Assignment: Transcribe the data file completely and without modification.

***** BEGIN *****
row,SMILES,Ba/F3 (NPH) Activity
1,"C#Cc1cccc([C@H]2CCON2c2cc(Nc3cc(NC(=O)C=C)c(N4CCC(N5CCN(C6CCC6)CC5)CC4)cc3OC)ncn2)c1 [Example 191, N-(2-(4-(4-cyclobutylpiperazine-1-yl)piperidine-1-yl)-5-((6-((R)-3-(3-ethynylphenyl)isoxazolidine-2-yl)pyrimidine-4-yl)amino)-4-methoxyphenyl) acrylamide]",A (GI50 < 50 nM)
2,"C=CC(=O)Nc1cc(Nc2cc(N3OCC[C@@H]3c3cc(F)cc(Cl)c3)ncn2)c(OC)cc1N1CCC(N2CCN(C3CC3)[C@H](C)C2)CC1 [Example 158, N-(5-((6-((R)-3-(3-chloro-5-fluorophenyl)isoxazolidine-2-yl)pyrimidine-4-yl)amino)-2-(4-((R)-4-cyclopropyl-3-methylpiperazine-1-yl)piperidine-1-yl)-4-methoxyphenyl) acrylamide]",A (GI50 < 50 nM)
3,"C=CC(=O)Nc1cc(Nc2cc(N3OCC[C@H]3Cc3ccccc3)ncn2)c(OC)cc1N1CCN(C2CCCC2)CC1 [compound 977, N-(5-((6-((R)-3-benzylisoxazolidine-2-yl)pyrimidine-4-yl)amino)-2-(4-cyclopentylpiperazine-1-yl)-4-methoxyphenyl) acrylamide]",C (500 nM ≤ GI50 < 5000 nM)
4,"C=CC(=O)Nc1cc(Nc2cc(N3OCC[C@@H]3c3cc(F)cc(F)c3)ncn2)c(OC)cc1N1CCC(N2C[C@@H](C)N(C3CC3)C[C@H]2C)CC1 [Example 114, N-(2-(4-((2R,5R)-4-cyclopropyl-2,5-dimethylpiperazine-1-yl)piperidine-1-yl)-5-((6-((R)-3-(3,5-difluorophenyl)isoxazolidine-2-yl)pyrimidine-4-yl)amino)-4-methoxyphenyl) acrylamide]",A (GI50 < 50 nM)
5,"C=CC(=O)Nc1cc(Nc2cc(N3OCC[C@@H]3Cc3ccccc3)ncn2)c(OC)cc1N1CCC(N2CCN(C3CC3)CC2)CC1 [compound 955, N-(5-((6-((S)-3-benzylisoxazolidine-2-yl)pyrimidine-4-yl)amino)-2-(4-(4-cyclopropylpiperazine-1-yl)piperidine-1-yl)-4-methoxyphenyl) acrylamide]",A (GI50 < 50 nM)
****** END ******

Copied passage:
row,SMILES,Ba/F3 (NPH) Activity
1,"C#Cc1cccc([C@H]2CCON2c2cc(Nc3cc(NC(=O)C=C)c(N4CCC(N5CCN(C6CCC6)CC5)CC4)cc3OC)ncn2)c1 [Example 191, N-(2-(4-(4-cyclobutylpiperazine-1-yl)piperidine-1-yl)-5-((6-((R)-3-(3-ethynylphenyl)isoxazolidine-2-yl)pyrimidine-4-yl)amino)-4-methoxyphenyl) acrylamide]",A (GI50 < 50 nM)
2,"C=CC(=O)Nc1cc(Nc2cc(N3OCC[C@@H]3c3cc(F)cc(Cl)c3)ncn2)c(OC)cc1N1CCC(N2CCN(C3CC3)[C@H](C)C2)CC1 [Example 158, N-(5-((6-((R)-3-(3-chloro-5-fluorophenyl)isoxazolidine-2-yl)pyrimidine-4-yl)amino)-2-(4-((R)-4-cyclopropyl-3-methylpiperazine-1-yl)piperidine-1-yl)-4-methoxyphenyl) acrylamide]",A (GI50 < 50 nM)
3,"C=CC(=O)Nc1cc(Nc2cc(N3OCC[C@H]3Cc3ccccc3)ncn2)c(OC)cc1N1CCN(C2CCCC2)CC1 [compound 977, N-(5-((6-((R)-3-benzylisoxazolidine-2-yl)pyrimidine-4-yl)amino)-2-(4-cyclopentylpiperazine-1-yl)-4-methoxyphenyl) acrylamide]",C (500 nM ≤ GI50 < 5000 nM)
4,"C=CC(=O)Nc1cc(Nc2cc(N3OCC[C@@H]3c3cc(F)cc(F)c3)ncn2)c(OC)cc1N1CCC(N2C[C@@H](C)N(C3CC3)C[C@H]2C)CC1 [Example 114, N-(2-(4-((2R,5R)-4-cyclopropyl-2,5-dimethylpiperazine-1-yl)piperidine-1-yl)-5-((6-((R)-3-(3,5-difluorophenyl)isoxazolidine-2-yl)pyrimidine-4-yl)amino)-4-methoxyphenyl) acrylamide]",A (GI50 < 50 nM)
5,"C=CC(=O)Nc1cc(Nc2cc(N3OCC[C@@H]3Cc3ccccc3)ncn2)c(OC)cc1N1CCC(N2CCN(C3CC3)CC2)CC1 [compound 955, N-(5-((6-((S)-3-benzylisoxazolidine-2-yl)pyrimidine-4-yl)amino)-2-(4-(4-cyclopropylpiperazine-1-yl)piperidine-1-yl)-4-methoxyphenyl) acrylamide]",A (GI50 < 50 nM)